New plans to develop economic potential, improve the environment and increase security.
With a population of 100m and covering parts of 14 countries, including eight EU members, the Danube basin is home to some of Europe's poorest regions - and also some of its richest.
The strategy for the Danube region encourages long-term cooperation to tackle a wide range of local problems, boosting economic development, improving transport and energy connections, protecting the environment, and strengthening security.
Economic development – increased investment in education and research aims to even out the disparities in economic development and living standards.
Transport – one target is to increase cargo transport on the Danube by 20% by 2020. The ageing cargo fleet currently operating on the Danube moves only 10-20% the volume transported on the Rhine. There will also be a focus on developing the region's road and rail networks.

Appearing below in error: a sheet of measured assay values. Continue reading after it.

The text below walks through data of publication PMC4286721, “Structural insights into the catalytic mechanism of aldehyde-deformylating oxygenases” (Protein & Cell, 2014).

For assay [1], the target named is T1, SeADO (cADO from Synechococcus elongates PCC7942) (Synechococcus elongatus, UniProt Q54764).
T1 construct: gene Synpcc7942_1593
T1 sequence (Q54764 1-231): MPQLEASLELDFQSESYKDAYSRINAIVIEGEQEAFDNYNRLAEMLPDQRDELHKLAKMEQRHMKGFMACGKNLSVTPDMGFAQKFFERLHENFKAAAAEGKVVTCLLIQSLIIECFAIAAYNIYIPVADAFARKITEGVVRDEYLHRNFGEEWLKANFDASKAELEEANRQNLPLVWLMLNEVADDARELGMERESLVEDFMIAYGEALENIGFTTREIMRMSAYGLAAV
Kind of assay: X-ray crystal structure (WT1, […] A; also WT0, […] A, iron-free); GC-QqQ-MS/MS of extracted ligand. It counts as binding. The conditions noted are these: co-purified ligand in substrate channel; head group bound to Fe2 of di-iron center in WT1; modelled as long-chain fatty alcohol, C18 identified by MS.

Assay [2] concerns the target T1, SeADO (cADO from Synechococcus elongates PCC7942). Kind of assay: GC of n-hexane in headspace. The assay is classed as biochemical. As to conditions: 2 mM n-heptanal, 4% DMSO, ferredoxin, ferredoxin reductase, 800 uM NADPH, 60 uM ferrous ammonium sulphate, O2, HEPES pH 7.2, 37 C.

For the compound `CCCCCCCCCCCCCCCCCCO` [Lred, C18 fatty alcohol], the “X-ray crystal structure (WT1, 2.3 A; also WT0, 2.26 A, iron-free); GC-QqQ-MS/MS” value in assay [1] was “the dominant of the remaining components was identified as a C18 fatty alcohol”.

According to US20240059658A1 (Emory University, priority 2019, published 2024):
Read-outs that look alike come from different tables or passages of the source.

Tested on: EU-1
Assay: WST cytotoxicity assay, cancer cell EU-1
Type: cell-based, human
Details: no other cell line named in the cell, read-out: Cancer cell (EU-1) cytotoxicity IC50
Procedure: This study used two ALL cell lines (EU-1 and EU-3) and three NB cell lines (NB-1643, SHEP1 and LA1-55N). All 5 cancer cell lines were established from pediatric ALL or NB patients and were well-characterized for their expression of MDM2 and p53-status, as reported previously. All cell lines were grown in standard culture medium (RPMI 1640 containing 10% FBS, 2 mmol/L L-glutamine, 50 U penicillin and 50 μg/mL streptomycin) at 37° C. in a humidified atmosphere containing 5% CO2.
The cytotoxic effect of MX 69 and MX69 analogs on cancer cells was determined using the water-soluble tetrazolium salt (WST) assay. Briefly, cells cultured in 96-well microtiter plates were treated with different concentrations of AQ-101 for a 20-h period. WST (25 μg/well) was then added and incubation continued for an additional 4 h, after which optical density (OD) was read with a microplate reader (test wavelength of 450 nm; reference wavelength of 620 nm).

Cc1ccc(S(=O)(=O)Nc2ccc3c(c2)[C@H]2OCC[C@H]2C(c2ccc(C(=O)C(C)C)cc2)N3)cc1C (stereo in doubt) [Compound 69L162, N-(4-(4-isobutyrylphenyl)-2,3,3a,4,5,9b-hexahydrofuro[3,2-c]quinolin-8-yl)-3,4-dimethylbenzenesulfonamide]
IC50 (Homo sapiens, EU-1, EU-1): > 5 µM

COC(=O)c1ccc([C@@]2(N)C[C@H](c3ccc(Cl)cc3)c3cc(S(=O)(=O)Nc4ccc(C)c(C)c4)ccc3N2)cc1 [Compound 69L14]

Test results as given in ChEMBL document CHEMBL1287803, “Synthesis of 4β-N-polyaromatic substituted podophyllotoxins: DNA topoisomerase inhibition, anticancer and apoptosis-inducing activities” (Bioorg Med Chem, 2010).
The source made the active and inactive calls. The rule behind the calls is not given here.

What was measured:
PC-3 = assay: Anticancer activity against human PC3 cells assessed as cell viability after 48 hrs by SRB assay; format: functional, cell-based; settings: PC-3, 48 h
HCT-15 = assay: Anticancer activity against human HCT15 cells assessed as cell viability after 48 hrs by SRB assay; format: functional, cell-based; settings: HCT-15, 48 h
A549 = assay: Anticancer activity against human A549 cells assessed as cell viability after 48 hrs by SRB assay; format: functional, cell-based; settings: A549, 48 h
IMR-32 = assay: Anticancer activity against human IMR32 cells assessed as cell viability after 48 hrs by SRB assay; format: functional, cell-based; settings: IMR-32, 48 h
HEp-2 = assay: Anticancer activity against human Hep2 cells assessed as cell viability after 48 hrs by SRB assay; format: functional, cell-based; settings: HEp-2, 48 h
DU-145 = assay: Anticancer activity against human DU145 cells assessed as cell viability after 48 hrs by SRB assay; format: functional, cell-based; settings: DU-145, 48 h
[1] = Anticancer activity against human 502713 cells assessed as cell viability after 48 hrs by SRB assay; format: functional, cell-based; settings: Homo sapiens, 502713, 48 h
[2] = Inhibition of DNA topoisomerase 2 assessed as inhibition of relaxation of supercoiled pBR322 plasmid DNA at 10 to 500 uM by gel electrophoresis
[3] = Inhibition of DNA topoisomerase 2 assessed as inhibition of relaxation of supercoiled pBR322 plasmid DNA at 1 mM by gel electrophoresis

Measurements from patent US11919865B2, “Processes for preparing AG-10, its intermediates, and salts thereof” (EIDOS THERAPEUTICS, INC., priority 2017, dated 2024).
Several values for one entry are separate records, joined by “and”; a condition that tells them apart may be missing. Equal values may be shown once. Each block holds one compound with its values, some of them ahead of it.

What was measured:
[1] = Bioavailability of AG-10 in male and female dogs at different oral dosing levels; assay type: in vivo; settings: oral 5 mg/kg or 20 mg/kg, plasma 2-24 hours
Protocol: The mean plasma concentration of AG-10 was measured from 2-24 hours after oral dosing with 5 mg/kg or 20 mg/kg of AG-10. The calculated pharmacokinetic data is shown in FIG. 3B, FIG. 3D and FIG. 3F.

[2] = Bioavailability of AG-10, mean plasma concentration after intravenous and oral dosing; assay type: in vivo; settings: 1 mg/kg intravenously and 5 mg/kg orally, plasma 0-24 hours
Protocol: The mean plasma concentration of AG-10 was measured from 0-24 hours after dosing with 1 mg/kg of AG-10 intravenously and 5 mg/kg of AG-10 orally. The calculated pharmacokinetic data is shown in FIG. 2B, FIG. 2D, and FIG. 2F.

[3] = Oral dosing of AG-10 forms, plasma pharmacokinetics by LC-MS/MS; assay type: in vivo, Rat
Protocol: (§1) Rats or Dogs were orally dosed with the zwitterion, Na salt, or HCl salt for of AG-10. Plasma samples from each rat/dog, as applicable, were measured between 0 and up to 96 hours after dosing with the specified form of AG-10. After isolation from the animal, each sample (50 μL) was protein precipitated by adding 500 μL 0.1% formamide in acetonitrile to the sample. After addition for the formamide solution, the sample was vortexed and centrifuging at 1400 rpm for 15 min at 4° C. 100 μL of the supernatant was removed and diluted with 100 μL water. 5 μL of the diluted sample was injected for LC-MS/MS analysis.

Energy – connecting the region's energy markets will help prevent a recurrence of the electricity and fuel shortages of recent winters. The resulting increase in competition should also reduce costs to consumers.
Environment – new water treatment plants will improve water quality and reduce pollution from untreated sewage and fertilisers flowing into the river. The strategy includes projects to promote eco-technologies and biodiversity.
Security – projects include increasing the region's ability to tackle organised crime and removing landmines laid during recent regional conflicts.
Although no new additional funding is planned, the Commission aims to more effectively use current funds, such as the €100bn available from the EU's regional development fund. The strategy is likely to be endorsed by EU governments in the first half of 2011.
The EU countries in the Danube region are Germany, Austria, Hungary, Czech Republic, Slovak Republic, Slovenia, Bulgaria and Romania.
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